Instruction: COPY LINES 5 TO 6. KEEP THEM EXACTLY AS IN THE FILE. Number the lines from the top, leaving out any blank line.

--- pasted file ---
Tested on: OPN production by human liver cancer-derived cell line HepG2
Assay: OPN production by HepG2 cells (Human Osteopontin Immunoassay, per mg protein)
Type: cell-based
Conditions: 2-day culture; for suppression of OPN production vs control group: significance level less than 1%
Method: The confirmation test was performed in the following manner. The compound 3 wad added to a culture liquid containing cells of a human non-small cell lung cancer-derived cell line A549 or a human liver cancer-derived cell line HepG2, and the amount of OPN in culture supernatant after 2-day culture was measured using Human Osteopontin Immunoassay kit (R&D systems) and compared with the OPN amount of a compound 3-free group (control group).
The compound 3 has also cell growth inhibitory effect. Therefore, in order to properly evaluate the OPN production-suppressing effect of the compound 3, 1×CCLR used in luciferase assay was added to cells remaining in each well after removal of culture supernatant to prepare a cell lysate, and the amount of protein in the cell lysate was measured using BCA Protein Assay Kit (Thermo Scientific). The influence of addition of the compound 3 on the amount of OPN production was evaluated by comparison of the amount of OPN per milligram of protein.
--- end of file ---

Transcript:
Method: The confirmation test was performed in the following manner. The compound 3 wad added to a culture liquid containing cells of a human non-small cell lung cancer-derived cell line A549 or a human liver cancer-derived cell line HepG2, and the amount of OPN in culture supernatant after 2-day culture was measured using Human Osteopontin Immunoassay kit (R&D systems) and compared with the OPN amount of a compound 3-free group (control group).
The compound 3 has also cell growth inhibitory effect. Therefore, in order to properly evaluate the OPN production-suppressing effect of the compound 3, 1×CCLR used in luciferase assay was added to cells remaining in each well after removal of culture supernatant to prepare a cell lysate, and the amount of protein in the cell lysate was measured using BCA Protein Assay Kit (Thermo Scientific). The influence of addition of the compound 3 on the amount of OPN production was evaluated by comparison of the amount of OPN per milligram of protein.